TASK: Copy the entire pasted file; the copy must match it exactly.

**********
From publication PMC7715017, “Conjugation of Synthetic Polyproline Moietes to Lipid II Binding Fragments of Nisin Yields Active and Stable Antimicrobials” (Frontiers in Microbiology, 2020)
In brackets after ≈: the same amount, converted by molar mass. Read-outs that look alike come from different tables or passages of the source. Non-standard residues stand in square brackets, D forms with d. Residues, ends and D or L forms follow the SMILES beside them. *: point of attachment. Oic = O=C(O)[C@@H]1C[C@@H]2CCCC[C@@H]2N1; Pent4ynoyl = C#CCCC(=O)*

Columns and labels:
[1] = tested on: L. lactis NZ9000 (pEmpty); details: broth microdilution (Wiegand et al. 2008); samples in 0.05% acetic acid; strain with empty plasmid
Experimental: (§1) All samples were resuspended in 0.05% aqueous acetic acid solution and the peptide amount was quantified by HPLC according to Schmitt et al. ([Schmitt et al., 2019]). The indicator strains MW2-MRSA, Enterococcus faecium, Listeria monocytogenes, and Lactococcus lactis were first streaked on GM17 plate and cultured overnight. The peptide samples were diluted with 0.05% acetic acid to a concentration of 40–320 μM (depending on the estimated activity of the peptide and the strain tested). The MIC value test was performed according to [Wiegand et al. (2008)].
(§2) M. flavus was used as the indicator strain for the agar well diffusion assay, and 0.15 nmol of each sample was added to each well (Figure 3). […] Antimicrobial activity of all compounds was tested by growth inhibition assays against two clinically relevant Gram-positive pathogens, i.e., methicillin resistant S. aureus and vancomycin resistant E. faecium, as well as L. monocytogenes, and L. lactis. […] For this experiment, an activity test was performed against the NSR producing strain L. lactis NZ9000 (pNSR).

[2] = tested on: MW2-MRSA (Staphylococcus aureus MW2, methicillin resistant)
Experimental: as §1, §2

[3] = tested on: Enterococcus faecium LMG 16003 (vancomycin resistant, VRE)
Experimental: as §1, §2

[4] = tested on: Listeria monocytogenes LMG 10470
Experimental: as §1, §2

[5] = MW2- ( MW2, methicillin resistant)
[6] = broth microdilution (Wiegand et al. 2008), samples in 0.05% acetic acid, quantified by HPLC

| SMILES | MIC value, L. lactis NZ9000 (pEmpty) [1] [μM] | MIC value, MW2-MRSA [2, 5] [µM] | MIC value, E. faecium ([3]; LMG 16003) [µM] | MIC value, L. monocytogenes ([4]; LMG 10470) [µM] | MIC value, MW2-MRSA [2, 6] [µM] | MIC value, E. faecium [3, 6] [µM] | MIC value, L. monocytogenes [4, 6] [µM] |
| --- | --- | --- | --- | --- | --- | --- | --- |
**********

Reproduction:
From publication PMC7715017, “Conjugation of Synthetic Polyproline Moietes to Lipid II Binding Fragments of Nisin Yields Active and Stable Antimicrobials” (Frontiers in Microbiology, 2020)
In brackets after ≈: the same amount, converted by molar mass. Read-outs that look alike come from different tables or passages of the source. Non-standard residues stand in square brackets, D forms with d. Residues, ends and D or L forms follow the SMILES beside them. *: point of attachment. Oic = O=C(O)[C@@H]1C[C@@H]2CCCC[C@@H]2N1; Pent4ynoyl = C#CCCC(=O)*

Columns and labels:
[1] = tested on: L. lactis NZ9000 (pEmpty); details: broth microdilution (Wiegand et al. 2008); samples in 0.05% acetic acid; strain with empty plasmid
Experimental: (§1) All samples were resuspended in 0.05% aqueous acetic acid solution and the peptide amount was quantified by HPLC according to Schmitt et al. ([Schmitt et al., 2019]). The indicator strains MW2-MRSA, Enterococcus faecium, Listeria monocytogenes, and Lactococcus lactis were first streaked on GM17 plate and cultured overnight. The peptide samples were diluted with 0.05% acetic acid to a concentration of 40–320 μM (depending on the estimated activity of the peptide and the strain tested). The MIC value test was performed according to [Wiegand et al. (2008)].
(§2) M. flavus was used as the indicator strain for the agar well diffusion assay, and 0.15 nmol of each sample was added to each well (Figure 3). […] Antimicrobial activity of all compounds was tested by growth inhibition assays against two clinically relevant Gram-positive pathogens, i.e., methicillin resistant S. aureus and vancomycin resistant E. faecium, as well as L. monocytogenes, and L. lactis. […] For this experiment, an activity test was performed against the NSR producing strain L. lactis NZ9000 (pNSR).

[2] = tested on: MW2-MRSA (Staphylococcus aureus MW2, methicillin resistant)
Experimental: as §1, §2

[3] = tested on: Enterococcus faecium LMG 16003 (vancomycin resistant, VRE)
Experimental: as §1, §2

[4] = tested on: Listeria monocytogenes LMG 10470
Experimental: as §1, §2

[5] = MW2- ( MW2, methicillin resistant)
[6] = broth microdilution (Wiegand et al. 2008), samples in 0.05% acetic acid, quantified by HPLC

| SMILES | MIC value, L. lactis NZ9000 (pEmpty) [1] [μM] | MIC value, MW2-MRSA [2, 5] [µM] | MIC value, E. faecium ([3]; LMG 16003) [µM] | MIC value, L. monocytogenes ([4]; LMG 10470) [µM] | MIC value, MW2-MRSA [2, 6] [µM] | MIC value, E. faecium [3, 6] [µM] | MIC value, L. monocytogenes [4, 6] [µM] |
| --- | --- | --- | --- | --- | --- | --- | --- |